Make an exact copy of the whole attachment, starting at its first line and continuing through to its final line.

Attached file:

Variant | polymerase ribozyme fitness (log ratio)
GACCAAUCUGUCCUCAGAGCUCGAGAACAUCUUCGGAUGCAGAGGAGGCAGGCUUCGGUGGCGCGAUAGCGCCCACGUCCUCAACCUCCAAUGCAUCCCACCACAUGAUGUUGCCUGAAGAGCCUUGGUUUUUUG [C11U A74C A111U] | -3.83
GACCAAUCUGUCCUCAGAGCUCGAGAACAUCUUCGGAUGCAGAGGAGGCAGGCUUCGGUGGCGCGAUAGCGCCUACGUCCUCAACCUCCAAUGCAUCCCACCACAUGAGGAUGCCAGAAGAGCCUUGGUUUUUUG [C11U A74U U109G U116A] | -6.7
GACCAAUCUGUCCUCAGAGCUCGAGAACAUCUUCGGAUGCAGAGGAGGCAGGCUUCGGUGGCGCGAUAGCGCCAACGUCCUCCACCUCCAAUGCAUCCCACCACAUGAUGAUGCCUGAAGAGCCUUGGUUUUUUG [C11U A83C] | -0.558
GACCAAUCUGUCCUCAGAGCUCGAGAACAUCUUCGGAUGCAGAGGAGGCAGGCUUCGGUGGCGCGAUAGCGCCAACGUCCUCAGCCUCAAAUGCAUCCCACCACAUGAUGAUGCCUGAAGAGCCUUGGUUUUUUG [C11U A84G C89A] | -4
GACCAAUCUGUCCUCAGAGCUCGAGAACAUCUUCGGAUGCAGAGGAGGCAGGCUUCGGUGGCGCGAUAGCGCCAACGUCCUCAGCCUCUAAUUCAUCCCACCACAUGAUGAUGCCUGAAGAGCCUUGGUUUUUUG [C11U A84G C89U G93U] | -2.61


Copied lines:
Variant | polymerase ribozyme fitness (log ratio)
GACCAAUCUGUCCUCAGAGCUCGAGAACAUCUUCGGAUGCAGAGGAGGCAGGCUUCGGUGGCGCGAUAGCGCCCACGUCCUCAACCUCCAAUGCAUCCCACCACAUGAUGUUGCCUGAAGAGCCUUGGUUUUUUG [C11U A74C A111U] | -3.83
GACCAAUCUGUCCUCAGAGCUCGAGAACAUCUUCGGAUGCAGAGGAGGCAGGCUUCGGUGGCGCGAUAGCGCCUACGUCCUCAACCUCCAAUGCAUCCCACCACAUGAGGAUGCCAGAAGAGCCUUGGUUUUUUG [C11U A74U U109G U116A] | -6.7
GACCAAUCUGUCCUCAGAGCUCGAGAACAUCUUCGGAUGCAGAGGAGGCAGGCUUCGGUGGCGCGAUAGCGCCAACGUCCUCCACCUCCAAUGCAUCCCACCACAUGAUGAUGCCUGAAGAGCCUUGGUUUUUUG [C11U A83C] | -0.558
GACCAAUCUGUCCUCAGAGCUCGAGAACAUCUUCGGAUGCAGAGGAGGCAGGCUUCGGUGGCGCGAUAGCGCCAACGUCCUCAGCCUCAAAUGCAUCCCACCACAUGAUGAUGCCUGAAGAGCCUUGGUUUUUUG [C11U A84G C89A] | -4
GACCAAUCUGUCCUCAGAGCUCGAGAACAUCUUCGGAUGCAGAGGAGGCAGGCUUCGGUGGCGCGAUAGCGCCAACGUCCUCAGCCUCUAAUUCAUCCCACCACAUGAUGAUGCCUGAAGAGCCUUGGUUUUUUG [C11U A84G C89U G93U] | -2.61